Restaurant Review | Small dishes and great pleasures at Nolan
Why talk about it?
To kick off the year in style, we returned to a neighborhood restaurant that seemed full of promise on our first visit last summer: Nolan’s in Griffintown. Inventively prepared seasonal and local vegetables and tempting cocktails are on offer in this cute, friendly venue that operates without reservations.
Who are they ?
Nolan was born from the encounter between two groups. On the one hand, Matthew Shefler and chef Vincent Lévesque Lepage, duo known for the Knuckles restaurant in Villeray; on the other, Julien Bétancourt and Abel Garcia (Clandestino), who have accumulated several years of experience in catering, as well as their good friend Paul Aoun, a great traveler who acts as an external critical eye. Shortly after the opening, the latter trio finally took over the shares of the other two partners and are now at the helm of the boat. Julien signs the wine list and Abel that of the cocktails. In the kitchen, Tyler Flamand (Foxy) puts on his chef’s hat.
First week of January, when several restaurateurs choose to close to breathe a bit. Fortunately, on this frosty Saturday evening, Nolan shines like a beacon in the night at the corner of Notre-Dame Ouest and Saint-Martin streets. The place is full as an egg, the atmosphere is already sparkling and the evening is well underway. Since it is impossible to book, we have to wait a bit before finding a seat. Meanwhile, honey and I take refuge in the hidden Henden of the Bird Bar, right next door. One glass later, we already have our place at the bar; a comfortable cocoon where we immediately feel at ease, already convinced that the evening will be beautiful and good.
Because Nolan is the kind of place where the magic happens from the front door. All the elements contribute to this sensation: the restaurant, charming and welcoming, furnished with taste (no trace of the old Nini’s Polpetta can be recognized); the service, absolutely impeccable while remaining relaxed and friendly (special mention to Alexis, the bartender, who served us); and finally the short, stimulating and creative menu, which highlights local and seasonal products.
In just a few months of existence, Nolan managed to build and assert his personality. While the wine shop is undoubtedly behind the times with its small plates and locavore menu, we’re far from being served reheated food.
The small dishes rise before us, in two servings, and make our happiness with no clouds on the horizon. The signature dish “Nolan Rolls” are a treat imbued with a touch of nostalgia not to sulk. Tall and Montreal version of the “cheese stick”, the plump sticks are covered with a light and crunchy panko crumb, which reveals under the bite a mixture of dark Emmental, smoked meat and sauerkraut, to be dipped without depriving yourself of the creamy pepper sauce reds, which you could eat with a spoon!
The elegantly crafted trout gravlax is creatively prepared. The pronounced taste of Quebec wild trout is refreshed with a brunoise of pickled cucumbers and marinated shallots; sweet and savory maple-tapioca chips and chunks of fish skin, dried and then caramelized with a torch (no waste!), add a nice crunch to the whole thing.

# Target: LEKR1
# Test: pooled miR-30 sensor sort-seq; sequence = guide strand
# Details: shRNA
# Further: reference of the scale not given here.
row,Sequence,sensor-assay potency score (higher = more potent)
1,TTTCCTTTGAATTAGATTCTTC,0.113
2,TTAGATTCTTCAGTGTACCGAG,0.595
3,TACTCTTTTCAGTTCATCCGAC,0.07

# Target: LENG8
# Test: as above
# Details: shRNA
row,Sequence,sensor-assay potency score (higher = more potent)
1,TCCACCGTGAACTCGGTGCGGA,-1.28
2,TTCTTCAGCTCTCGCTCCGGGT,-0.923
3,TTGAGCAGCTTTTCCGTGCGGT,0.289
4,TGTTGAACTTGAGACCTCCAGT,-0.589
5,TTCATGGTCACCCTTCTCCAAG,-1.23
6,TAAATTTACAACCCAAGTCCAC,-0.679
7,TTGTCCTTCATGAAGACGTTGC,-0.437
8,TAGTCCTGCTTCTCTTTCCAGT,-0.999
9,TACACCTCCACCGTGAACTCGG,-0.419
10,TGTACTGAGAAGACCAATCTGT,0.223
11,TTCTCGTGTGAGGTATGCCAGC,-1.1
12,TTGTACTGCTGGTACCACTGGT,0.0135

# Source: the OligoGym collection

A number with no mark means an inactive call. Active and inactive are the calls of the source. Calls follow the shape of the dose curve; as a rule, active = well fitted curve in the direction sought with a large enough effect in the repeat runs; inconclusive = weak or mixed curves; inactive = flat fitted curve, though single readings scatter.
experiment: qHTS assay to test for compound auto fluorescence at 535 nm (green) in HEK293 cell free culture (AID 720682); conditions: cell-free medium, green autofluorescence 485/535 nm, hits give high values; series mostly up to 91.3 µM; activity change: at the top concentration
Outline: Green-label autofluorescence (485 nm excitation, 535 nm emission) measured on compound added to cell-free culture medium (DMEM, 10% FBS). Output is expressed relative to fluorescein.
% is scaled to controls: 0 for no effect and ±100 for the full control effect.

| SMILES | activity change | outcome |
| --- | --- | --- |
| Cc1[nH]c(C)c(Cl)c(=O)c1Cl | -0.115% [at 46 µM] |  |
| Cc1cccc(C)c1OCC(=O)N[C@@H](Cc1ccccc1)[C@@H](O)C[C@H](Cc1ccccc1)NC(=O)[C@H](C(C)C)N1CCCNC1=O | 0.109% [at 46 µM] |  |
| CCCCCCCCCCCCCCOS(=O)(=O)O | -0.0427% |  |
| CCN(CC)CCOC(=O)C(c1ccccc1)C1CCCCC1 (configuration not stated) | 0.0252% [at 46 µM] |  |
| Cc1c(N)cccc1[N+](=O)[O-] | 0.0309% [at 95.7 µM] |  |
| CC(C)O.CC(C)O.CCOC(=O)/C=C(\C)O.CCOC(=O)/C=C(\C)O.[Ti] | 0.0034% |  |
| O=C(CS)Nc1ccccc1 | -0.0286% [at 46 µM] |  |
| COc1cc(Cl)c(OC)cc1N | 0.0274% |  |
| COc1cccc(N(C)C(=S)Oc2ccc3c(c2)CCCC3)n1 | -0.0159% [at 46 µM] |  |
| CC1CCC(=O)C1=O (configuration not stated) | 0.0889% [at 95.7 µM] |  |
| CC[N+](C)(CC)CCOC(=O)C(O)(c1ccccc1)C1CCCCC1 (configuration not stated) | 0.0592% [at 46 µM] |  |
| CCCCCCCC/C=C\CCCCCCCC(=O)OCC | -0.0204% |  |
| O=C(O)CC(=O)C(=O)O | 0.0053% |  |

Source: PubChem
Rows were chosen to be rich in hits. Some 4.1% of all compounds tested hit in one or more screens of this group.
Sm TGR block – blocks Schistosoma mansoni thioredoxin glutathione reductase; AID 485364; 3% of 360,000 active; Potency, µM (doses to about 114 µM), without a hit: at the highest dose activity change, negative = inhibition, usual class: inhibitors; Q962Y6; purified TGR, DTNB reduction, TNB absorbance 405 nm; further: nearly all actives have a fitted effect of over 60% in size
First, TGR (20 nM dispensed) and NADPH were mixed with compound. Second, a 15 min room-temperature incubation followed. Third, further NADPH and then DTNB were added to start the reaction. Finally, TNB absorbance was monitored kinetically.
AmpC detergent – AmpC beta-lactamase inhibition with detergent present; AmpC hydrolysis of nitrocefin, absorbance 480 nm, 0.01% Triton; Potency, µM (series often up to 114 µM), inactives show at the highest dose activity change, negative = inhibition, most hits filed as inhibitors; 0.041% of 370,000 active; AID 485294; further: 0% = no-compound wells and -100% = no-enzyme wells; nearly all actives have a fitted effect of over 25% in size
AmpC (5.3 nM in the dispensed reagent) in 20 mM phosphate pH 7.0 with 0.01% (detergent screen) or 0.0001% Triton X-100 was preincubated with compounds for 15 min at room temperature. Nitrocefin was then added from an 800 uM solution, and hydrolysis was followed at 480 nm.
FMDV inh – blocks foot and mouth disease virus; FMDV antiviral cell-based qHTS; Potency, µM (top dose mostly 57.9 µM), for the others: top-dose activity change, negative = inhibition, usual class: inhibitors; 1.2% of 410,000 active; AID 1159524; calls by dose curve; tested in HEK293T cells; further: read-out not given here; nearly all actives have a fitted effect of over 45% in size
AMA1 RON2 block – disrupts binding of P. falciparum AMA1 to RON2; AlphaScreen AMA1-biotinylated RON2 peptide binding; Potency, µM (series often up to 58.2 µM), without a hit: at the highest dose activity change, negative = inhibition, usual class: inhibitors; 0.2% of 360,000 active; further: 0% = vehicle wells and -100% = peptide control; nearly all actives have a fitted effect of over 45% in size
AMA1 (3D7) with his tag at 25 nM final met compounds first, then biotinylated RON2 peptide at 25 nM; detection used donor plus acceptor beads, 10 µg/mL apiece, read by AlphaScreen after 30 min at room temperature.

Vegetables are very well represented. The tempura-fried oyster mushrooms, topped with a homemade “baseball” mustard emulsion and another with green shallots, are an absolute hit – we’re still dreaming about it! Very subtle and well-balanced, the red and yellow beet dish is served with house-made whipped ricotta, a crunchy green onion and lemon balm oil, and a pumpkin seed granola. “A game of textures around the beet”, sums up the enthusiast (and budding food critic).
Very al dente (perhaps a little too much for our tastes), the pumpkin should be served cold (good idea?), with smoked tomato powder, smoked apple butter and caramelized onion compote. Many elements in this slightly destabilizing and less unanimous dish on our table. Something that did not happen with the homemade cavatelli, immediately preferred, inspired by cacio e pepe. An enveloping and meaty dish, based on curly kale, tender roasted parsnip cubes and Quebec shiitake, wrapped in a rich brown butter sauce and Clos des Roches cheese, from the Grondines farm.
In our glass
The wine list is full of discoveries and often leaves room for novelties. As an aperitif, the very fine bubbles in the traditional method of winemaker Franck Peillot (Bugey Montragnieu Brut) were perfect for whetting the appetite. The Quai à raisin, a white suggested by Julien, offering a nice minerality and a slightly nutty blend of macabeu and grenache, was a great companion to this more than satisfying meal. Downside: It’s hard to find bottles there for under $65.
Special mention to the venue’s very inspiring cocktail menu, which works a lot on bitterness, freshness and acidity – think amaro, vermouth, cynar, campari, etc. As an after-dinner drink, Child’s, an “inverted dirty martini” in which red and white vermouths steal the show, washed down with Citadelle gin and olive juice, provided the perfect end to the evening.
Small plates range from $12 to $21; cavatelli retail for $27, and you’ll pay an average of $40 for the heartier dishes (arctic char and sirloin during our visit). Cocktails cost around $15.
Good to know
The menu is very vegetarian; vegans will have to inquire, because butter and cheese are present. The room is not particularly suitable for people with reduced mobility, as the toilets are in the basement.
Nolan is open every day, except Tuesdays, from 4pm to 11pm.
1752 Notre Dame Street West, Montreal